Health care professionals use a simple calculation called the body mass index (BMI) to determine body weight relative to height. In adults, the BMI calculation strongly correlates with total body fat content in adults. Overweight is defined as having a body mass index (BMI) between 25 and 29.9. Obesity is defined as having a BMI of 30 or more. Use HealthyWomen's online calculator to check your BMI. Another way to determine your risk relative to your weight is to measure your waist circumference. Women with a waist circumference over 35 inches (and men over 40 inches) are at greater risk for disease.
Where excess body fat is distributed on your body also plays a role in your risk for disease. Weight gain around your waist (specifically in your abdominal area) is more of a health risk than weight gained on your hips and thighs. Unlike fat around the thighs, which is more common in women and is more likely to serve as an energy reservoir, abdominal fat deposits fatty acids directly into the bloodstream for immediate short-term energy, increasing triglyceride and, eventually, cholesterol levels. Therefore, excess abdominal fat is associated with an increase in blood cholesterol and insulin resistance, which may result in diabetes. An "apple shaped" figure may also raise your risks for other life-threatening illnesses, such as heart disease and stroke.
An excess of body fat—the defining characteristic of obesity—results from an imbalance between the amount of calories you take in and those you expend. The reasons for this imbalance are unclear, and the relationship between energy intake/expenditure and body fat storage and distribution varies from person to person. Factors that promote obesity include:
- genetic predisposition
- family history of obesity
- behavioral factors (including a high-fat or high-calorie diet and sedentary lifestyle)
Assessing your weight to determine if you are obese involves two key measurements—body mass index (BMI) and waist circumference. Understanding your risk factors for conditions associated with obesity, according to clinical practice guidelines issued by the National Heart, Lung, and Blood Institute (NHLBI), is important. First, your health care professional should determine your body mass index (BMI), which describes your body weight relative to your height. It is strongly correlated with total body fat content in adults. Your BMI is your weight in pounds divided by your height in inches squared, then multiplied by 703. The following chart shows body mass indices for people of various heights and weights. To determine your BMI, find the row that most closely approximates your weight. Read across the row until it crosses the column closest to your height. You may also use HealthyWomen's online calculator.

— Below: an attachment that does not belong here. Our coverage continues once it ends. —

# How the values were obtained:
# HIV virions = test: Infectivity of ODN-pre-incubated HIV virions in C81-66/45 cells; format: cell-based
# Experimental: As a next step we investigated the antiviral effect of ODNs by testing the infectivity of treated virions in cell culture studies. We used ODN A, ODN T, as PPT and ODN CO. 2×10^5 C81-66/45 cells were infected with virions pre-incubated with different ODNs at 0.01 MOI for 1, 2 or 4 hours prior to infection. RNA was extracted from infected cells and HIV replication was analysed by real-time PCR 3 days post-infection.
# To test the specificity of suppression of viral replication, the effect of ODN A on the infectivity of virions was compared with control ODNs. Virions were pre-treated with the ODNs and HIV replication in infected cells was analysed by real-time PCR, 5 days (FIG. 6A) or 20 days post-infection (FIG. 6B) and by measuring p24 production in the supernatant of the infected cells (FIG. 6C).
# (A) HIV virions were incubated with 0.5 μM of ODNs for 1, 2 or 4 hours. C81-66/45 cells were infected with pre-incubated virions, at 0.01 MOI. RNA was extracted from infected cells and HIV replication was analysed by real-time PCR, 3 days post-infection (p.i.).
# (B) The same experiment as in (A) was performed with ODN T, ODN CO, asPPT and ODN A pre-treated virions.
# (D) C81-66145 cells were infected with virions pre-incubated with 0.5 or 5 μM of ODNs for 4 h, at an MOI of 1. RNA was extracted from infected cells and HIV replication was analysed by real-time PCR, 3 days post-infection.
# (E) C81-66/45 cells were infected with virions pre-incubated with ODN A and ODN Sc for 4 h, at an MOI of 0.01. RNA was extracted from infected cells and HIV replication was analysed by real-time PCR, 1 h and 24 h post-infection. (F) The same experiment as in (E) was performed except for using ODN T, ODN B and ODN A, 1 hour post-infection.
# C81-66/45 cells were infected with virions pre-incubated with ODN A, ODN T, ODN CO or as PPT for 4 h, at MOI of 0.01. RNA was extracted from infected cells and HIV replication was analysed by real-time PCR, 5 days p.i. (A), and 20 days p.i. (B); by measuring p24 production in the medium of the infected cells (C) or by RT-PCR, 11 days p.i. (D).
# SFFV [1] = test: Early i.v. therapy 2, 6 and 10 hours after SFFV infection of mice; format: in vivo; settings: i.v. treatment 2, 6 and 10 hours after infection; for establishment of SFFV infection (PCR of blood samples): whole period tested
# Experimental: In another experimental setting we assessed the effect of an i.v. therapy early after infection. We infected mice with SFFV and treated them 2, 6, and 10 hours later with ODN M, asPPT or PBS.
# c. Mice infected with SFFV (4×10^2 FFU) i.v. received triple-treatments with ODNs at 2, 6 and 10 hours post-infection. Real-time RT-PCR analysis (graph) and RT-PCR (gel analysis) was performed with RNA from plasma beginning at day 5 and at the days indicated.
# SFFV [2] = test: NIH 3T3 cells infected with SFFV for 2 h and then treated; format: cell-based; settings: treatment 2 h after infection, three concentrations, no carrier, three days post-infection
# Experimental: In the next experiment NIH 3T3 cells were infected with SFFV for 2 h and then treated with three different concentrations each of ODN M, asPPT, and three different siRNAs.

A woman or man with a BMI between 25 and 29.9 is considered overweight; 30 or more is considered obese; and 40 or greater is considered extreme obesity. Women in the highest obesity category have a significantly higher risk of hypertension and/or high blood cholesterol than women of normal weight.
- In addition to comparing your weight to a chart of established acceptable weight ranges, your health care professional can actually measure your body composition—the most accurate assessment technique because it differentiates between weight that is attributable to fat accumulation and weight that represents muscle development. Women with more than 30 percent body fat (25 percent for men) are considered obese. However, it is difficult to measure body fat precisely. The most accurate method has been to weigh a person underwater, but this procedure is limited to laboratories with special equipment. Your health care professional is more likely to conduct one or more of these tests: